In his 2019 memoir, A Promised Land, he admits to the unfortunate optics of his trip to the 2009 UN global summit on climate change in Copenhagen. “Has anyone ever considered,” he reportedly asked an aide on the flight to Copenhagen, “the amount of carbon dioxide I’m releasing into the atmosphere as a result of these trips to Europe?” The aide quipped, “You might not want to mention that in your speech tomorrow.” ...
Koonin said atmospheric CO2 will continue to increase whatever draconian solutions governments impose on their citizens, with the poor everywhere suffering most. A fan of mankind, Koonin believes that adaptation to a gradual global warming will allow us to prosper. “This is not at all an unmitigated disaster as people would have you believe,” said Koonin. “We’ll learn to take advantage of whatever changes happen rather than simply tolerate them. That’s what humans do, and we’re pretty good at it.”
Koonin: "Practitioners argue that event attribution studies are the best climate science can do in terms of connecting weather to changes in climate. But as a physical scientist, I’m appalled that such studies are given credence, much less media coverage. A hallmark of science is that conclusions get tested against observations. But that’s virtually impossible for weather attribution studies. Its like a spiritual adviser who claims he influence helped you win the lottery — after you’ve already won it.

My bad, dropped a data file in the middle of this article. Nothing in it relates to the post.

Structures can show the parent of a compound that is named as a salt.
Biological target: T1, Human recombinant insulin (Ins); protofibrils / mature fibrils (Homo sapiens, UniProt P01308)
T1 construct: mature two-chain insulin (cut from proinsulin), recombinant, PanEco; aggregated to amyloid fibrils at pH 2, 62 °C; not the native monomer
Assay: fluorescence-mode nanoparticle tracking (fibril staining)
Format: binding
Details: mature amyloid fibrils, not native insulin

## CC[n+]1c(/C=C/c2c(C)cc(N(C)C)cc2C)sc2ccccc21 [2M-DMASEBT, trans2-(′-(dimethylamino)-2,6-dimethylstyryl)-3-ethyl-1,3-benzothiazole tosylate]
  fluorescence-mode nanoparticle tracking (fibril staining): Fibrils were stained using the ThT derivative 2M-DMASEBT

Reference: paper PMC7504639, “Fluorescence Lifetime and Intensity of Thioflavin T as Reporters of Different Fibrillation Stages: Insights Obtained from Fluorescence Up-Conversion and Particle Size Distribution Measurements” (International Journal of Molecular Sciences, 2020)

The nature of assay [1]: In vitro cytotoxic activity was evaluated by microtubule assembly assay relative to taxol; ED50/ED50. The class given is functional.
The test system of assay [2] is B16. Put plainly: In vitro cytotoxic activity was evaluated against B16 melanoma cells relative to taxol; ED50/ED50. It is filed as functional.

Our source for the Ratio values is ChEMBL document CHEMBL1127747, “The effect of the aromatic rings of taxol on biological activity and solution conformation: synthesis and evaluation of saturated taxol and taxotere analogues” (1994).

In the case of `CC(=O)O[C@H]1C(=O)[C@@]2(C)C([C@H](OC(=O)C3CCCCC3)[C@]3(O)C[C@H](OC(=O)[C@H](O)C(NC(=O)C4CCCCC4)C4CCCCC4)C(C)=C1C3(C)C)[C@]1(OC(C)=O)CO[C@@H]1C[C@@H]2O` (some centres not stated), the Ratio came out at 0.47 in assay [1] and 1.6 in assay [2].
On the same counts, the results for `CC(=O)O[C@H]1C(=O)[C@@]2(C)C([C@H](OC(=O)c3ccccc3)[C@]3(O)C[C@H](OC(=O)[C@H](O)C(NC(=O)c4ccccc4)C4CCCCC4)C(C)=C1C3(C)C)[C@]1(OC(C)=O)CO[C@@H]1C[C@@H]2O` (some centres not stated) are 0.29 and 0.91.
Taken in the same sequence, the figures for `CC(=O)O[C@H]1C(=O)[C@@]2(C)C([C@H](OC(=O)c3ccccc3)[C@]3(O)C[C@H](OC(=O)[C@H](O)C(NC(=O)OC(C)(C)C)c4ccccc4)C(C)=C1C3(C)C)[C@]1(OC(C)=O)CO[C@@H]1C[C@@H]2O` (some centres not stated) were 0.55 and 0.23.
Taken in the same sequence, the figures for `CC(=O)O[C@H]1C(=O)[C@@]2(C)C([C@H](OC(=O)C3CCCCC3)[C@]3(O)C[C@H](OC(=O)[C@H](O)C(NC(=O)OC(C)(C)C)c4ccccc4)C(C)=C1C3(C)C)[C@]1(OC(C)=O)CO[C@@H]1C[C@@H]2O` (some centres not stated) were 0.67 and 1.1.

The bottom line is that the science says that most extreme weather events show no long-term trends that can be attributed to human influences on the climate. (What models might project for future extremes is quite a different matter, though its often conflated with what the observational record shows.) Yet the popular perception that extreme events are becoming more common and more severe remains."
Koonin told Climate Depot on June 3, 2021: "I attach a response that I submitted yesterday to Scientific American. Not surprisingly, they declined to publish it."
Koonin: "To paraphrase a statement attributed to Einstein, 'If I were wrong, it wouldn’t take a dozen scientists to disprove me - one would be sufficient.' As I write in Unsettled, I welcome serious, informed discussion of any of the points I raise in the book. Unfortunately, the article by Oreskes et al. falls well short of that standard."
Dr. Steven Koonin was the undersecretary for science at the U.S. Department of Energy in the Obama administration.
Koonin: "Both research literature and government reports state clearly that heat waves in the US are now no more common than they were in 1900, and that the warmest temperatures in the US have not risen in the past fifty years. When I tell people this, most are incredulous. Some gasp. And some get downright hostile." ...
"Humans have had no detectable impact on hurricanes over the past century.
Greenland’s ice sheet isn’t shrinking any more rapidly today than it was 80 years ago.
The global area burned by wildfires has declined more than 25 percent since 2003 and 2020 was one of the lowest years on record."
Tony Heller: "The Biden Administration claims July was third hottest on record in the US. This claim has no basis in reality, and is what happens when there are no checks and balances to protect the public from intentional misinformation from government sources."
Since 1986, the Australian Institute of Marine Science (AIMS) surveys roughly 100 of the 3000 coral reefs of the Great Barrier Reef (GBR). Ridd used this data to construct the coral cover since 1986 (Figure 1) which shows that the GBR has record high coral cover.